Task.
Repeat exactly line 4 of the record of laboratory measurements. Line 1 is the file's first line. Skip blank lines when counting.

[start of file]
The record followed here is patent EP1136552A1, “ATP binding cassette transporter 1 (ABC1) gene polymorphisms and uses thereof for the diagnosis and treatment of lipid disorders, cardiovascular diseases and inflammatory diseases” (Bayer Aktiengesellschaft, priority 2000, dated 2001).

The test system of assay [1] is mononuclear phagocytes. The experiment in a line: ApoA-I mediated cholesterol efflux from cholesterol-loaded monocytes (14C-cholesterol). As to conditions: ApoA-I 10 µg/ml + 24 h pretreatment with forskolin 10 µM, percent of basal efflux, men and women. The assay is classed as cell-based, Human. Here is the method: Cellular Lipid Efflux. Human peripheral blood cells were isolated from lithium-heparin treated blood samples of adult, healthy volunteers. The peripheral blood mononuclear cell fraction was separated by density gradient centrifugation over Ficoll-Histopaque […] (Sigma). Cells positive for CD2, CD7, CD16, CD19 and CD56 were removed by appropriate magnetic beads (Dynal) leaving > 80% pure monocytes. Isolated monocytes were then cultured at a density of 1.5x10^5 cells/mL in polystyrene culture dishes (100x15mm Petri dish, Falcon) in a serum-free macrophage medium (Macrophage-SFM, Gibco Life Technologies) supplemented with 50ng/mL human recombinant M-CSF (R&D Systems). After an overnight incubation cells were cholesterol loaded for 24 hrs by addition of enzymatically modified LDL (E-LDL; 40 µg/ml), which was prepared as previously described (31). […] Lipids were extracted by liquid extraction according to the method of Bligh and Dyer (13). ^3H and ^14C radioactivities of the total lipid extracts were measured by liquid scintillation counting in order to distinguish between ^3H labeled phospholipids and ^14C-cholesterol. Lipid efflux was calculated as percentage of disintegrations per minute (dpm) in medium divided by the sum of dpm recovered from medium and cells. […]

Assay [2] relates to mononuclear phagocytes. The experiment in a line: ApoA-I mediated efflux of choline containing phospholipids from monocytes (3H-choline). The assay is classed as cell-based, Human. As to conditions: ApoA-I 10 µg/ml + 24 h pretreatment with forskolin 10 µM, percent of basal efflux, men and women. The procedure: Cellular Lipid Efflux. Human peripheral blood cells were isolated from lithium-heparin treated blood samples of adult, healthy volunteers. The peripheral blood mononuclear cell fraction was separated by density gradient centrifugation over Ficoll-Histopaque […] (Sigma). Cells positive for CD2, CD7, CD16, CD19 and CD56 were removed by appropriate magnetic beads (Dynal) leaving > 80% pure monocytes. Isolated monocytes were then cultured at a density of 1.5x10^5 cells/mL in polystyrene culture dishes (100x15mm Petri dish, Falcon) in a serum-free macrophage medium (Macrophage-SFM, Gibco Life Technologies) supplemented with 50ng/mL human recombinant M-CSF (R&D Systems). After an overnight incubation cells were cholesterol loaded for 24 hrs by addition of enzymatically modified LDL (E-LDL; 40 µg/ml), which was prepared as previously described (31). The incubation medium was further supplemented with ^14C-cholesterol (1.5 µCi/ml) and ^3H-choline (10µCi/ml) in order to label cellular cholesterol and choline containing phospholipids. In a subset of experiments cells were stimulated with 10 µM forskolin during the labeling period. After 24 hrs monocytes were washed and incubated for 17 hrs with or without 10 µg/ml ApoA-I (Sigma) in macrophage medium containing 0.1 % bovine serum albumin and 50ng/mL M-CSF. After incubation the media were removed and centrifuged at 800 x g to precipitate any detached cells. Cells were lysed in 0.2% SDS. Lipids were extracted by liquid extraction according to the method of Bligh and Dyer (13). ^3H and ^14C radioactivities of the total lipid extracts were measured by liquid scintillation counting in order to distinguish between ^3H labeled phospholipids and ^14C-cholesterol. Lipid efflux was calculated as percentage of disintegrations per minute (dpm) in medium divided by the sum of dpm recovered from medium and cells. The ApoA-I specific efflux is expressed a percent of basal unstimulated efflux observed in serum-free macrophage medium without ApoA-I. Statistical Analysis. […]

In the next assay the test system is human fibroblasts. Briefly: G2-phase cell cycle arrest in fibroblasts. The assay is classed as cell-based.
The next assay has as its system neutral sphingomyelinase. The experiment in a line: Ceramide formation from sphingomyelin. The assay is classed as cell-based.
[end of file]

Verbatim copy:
In the next assay the test system is human fibroblasts. Briefly: G2-phase cell cycle arrest in fibroblasts. The assay is classed as cell-based.